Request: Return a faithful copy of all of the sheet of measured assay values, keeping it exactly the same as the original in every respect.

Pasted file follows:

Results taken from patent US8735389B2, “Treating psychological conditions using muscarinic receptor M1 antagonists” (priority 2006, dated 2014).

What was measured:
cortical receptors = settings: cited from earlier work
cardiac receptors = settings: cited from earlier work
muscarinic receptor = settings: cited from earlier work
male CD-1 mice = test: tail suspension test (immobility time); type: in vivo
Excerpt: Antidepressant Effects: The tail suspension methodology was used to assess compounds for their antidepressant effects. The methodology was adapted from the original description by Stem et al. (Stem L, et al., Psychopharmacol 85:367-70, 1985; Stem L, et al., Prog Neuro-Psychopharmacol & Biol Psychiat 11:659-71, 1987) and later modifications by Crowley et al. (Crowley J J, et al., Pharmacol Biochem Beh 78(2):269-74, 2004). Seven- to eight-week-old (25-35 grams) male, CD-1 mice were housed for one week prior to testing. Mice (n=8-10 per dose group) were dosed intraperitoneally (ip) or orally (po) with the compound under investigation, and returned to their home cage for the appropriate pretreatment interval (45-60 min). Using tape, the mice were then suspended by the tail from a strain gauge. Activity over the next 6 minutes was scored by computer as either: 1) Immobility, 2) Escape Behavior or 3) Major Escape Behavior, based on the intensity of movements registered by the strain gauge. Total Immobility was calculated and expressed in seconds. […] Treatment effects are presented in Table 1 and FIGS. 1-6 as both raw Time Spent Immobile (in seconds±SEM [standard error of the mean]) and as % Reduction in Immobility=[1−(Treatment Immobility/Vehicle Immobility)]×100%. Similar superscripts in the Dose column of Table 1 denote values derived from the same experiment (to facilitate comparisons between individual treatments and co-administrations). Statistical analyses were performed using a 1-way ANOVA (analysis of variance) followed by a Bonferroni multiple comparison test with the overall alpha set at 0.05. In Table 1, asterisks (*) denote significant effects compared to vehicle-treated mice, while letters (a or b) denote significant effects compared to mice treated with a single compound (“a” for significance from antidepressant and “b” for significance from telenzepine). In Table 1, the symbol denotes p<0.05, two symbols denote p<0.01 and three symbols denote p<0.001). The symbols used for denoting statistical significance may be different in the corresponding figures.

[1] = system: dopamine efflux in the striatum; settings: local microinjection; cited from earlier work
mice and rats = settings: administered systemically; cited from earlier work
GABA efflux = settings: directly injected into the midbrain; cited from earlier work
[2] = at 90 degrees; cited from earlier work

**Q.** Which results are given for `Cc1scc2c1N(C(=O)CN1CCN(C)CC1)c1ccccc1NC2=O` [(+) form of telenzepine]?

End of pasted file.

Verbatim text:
Results taken from patent US8735389B2, “Treating psychological conditions using muscarinic receptor M1 antagonists” (priority 2006, dated 2014).

What was measured:
cortical receptors = settings: cited from earlier work
cardiac receptors = settings: cited from earlier work
muscarinic receptor = settings: cited from earlier work
male CD-1 mice = test: tail suspension test (immobility time); type: in vivo
Excerpt: Antidepressant Effects: The tail suspension methodology was used to assess compounds for their antidepressant effects. The methodology was adapted from the original description by Stem et al. (Stem L, et al., Psychopharmacol 85:367-70, 1985; Stem L, et al., Prog Neuro-Psychopharmacol & Biol Psychiat 11:659-71, 1987) and later modifications by Crowley et al. (Crowley J J, et al., Pharmacol Biochem Beh 78(2):269-74, 2004). Seven- to eight-week-old (25-35 grams) male, CD-1 mice were housed for one week prior to testing. Mice (n=8-10 per dose group) were dosed intraperitoneally (ip) or orally (po) with the compound under investigation, and returned to their home cage for the appropriate pretreatment interval (45-60 min). Using tape, the mice were then suspended by the tail from a strain gauge. Activity over the next 6 minutes was scored by computer as either: 1) Immobility, 2) Escape Behavior or 3) Major Escape Behavior, based on the intensity of movements registered by the strain gauge. Total Immobility was calculated and expressed in seconds. […] Treatment effects are presented in Table 1 and FIGS. 1-6 as both raw Time Spent Immobile (in seconds±SEM [standard error of the mean]) and as % Reduction in Immobility=[1−(Treatment Immobility/Vehicle Immobility)]×100%. Similar superscripts in the Dose column of Table 1 denote values derived from the same experiment (to facilitate comparisons between individual treatments and co-administrations). Statistical analyses were performed using a 1-way ANOVA (analysis of variance) followed by a Bonferroni multiple comparison test with the overall alpha set at 0.05. In Table 1, asterisks (*) denote significant effects compared to vehicle-treated mice, while letters (a or b) denote significant effects compared to mice treated with a single compound (“a” for significance from antidepressant and “b” for significance from telenzepine). In Table 1, the symbol denotes p<0.05, two symbols denote p<0.01 and three symbols denote p<0.001). The symbols used for denoting statistical significance may be different in the corresponding figures.

[1] = system: dopamine efflux in the striatum; settings: local microinjection; cited from earlier work
mice and rats = settings: administered systemically; cited from earlier work
GABA efflux = settings: directly injected into the midbrain; cited from earlier work
[2] = at 90 degrees; cited from earlier work

**Q.** Which results are given for `Cc1scc2c1N(C(=O)CN1CCN(C)CC1)c1ccccc1NC2=O` [(+) form of telenzepine]?